Food is essential to fulfilling biological and psychological needs and providing the energy and nutrients people need to live and thrive. Yet, unfortunately, more than 34 million Americas are food insecure. The USDA defines food insecurity as “a household-level economic and social condition of limited or uncertain access to adequate food.”
There are two critical factors in food insecurity: quantity and quality. Many food-insecure individuals have access to food, but the food is low-quality and has poor nutritional value. Other individuals do not have reliable access to food and may skip meals or eat less at different points in the month or year.
Although food insecurity can affect anyone near or below the poverty line, regardless of race, gender, age or education, some key populations struggle with food insecurity. These populations include college students, pregnant and breastfeeding individuals, and elderly community members. Fortunately, community health workers (CHWs) have the training, knowledge, and resources to address food security needs in these populations.
Food Security and At-Risk Populations: A CHW Intervention
CHWs can address food insecurity in several ways. First, CHWs can assess food security levels among their populations. Understanding who is food insecure is the first step to addressing their needs. Next, CHWs can refer their clients to many resources, including food pantries and food banks. Third, because CHWs understand their populations’ needs best, they can and should be involved in community-level strategies to address them. Below, we explore each priority population’s unique food insecurity challenges and how CHWs can address these needs.
More than one-third of college students, ages 18 to 24, experience food insecurity. There are many reasons for this. Many college students work entry-level jobs with low hourly wages and often pay for expensive classes, fees, and campus housing. Additionally, many students don’t know about the available resources or might be embarrassed to access them.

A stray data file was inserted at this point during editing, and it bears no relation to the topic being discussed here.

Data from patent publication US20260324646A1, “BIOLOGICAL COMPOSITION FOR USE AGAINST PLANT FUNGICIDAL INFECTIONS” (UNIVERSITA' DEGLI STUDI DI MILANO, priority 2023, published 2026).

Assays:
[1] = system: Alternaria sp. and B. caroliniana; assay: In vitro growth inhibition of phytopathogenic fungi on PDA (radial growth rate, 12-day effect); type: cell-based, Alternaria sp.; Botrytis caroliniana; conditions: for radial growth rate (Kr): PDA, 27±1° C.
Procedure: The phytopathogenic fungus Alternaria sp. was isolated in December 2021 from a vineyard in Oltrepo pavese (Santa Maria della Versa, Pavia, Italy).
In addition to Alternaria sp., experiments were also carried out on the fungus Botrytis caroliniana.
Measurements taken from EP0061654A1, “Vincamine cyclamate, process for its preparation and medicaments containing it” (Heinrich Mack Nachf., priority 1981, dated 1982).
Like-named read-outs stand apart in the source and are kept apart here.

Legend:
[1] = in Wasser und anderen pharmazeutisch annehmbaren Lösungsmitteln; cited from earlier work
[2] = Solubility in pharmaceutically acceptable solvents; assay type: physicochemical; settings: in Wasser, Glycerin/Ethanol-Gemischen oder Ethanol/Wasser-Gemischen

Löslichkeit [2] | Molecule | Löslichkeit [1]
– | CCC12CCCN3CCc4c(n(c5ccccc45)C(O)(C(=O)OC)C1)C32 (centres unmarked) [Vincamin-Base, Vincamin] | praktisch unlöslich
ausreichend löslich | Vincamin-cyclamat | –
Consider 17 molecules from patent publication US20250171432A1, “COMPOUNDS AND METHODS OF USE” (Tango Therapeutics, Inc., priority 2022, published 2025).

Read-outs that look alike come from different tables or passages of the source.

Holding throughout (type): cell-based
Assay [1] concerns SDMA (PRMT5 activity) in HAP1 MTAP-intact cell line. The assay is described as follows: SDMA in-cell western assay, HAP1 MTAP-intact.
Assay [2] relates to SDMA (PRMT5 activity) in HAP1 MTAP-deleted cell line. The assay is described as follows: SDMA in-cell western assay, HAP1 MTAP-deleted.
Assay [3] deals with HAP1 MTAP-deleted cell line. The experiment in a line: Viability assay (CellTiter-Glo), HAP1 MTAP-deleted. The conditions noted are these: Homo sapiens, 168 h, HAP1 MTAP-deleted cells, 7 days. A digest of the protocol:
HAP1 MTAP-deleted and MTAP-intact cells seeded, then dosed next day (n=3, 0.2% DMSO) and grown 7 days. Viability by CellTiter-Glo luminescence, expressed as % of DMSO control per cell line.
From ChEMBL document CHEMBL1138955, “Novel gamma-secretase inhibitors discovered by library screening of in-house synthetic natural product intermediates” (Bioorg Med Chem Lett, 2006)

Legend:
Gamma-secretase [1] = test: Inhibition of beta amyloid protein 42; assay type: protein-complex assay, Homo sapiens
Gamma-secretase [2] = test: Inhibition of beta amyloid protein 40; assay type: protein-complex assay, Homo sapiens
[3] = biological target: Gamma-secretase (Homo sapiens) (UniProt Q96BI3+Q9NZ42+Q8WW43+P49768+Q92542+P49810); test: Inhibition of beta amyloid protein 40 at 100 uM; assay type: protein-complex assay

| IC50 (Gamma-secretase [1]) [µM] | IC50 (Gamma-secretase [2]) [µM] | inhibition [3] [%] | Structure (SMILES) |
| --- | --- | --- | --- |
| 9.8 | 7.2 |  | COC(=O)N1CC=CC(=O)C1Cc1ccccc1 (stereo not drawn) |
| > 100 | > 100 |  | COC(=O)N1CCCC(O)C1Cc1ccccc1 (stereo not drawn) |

Fortunately, CHWs can address these barriers. For example, CHWs can help college students find and apply for jobs. CHWs can also help students apply for government aid programs and food vouchers. Additionally, if campuses employ CHWs in their health and wellness centers, CHWs can work with campus food pantries to develop discreet delivery systems.
Pregnant people and nursing individuals
Food is perhaps the most important among pregnant and nursing people. Pregnant and nursing people have much higher nutritional needs to maintain a pregnancy, deliver an infant, and feed the infant. However, many pregnant and breastfeeding people cannot work or access healthy, nutritionally valuable foods. Food insecurity during pregnancy and breastfeeding can lead to early birth, small birth weight, and slow physical development after the infant is born.
CHWs play a crucial role in addressing these needs. CHWs should be a part of the pregnancy journey, whether employed in OB/GYN offices or community maternal health centers. Regardless of their employment location, CHWs can help pregnant and breastfeeding people apply for WIC, access food services, get vouchers for formula, and more.
Our nutritional needs change as we age, and many people need less food. However, people continue to need high-quality, healthy foods. Unfortunately, food insecurity is higher among older individuals. The National Council on Aging reports that food insecurity disproportionately affects older adults who experience chronic health conditions and institutional racism, have high healthcare costs and lack affordable housing.
CHWs can address elderly populations’ nutritional needs in many ways. First, they can help older adults enroll in the Supplemental Nutrition Assistance Program (SNAP) and Medicare, which can reduce their healthcare costs. Next, they can help elderly residents find and apply for affordable housing. When people address housing needs, more money is available for food. Finally, CHWs often participate in delivery programs to bring food and toiletries to homebound residents.
The Essential Services CHWs Provide with Food Security
There are countless skills and resources CHWs provide in the fight against hunger and food insecurity. If your organization, health system, doctor’s office, or other institutions would like to develop a CHW program to address food security, please contact the expert team at Everyday Life Consulting. Our Master CHWs and CHW Trainers have the skills, expertise, and experience to train your CHW workforce, and our team expertly advises program development.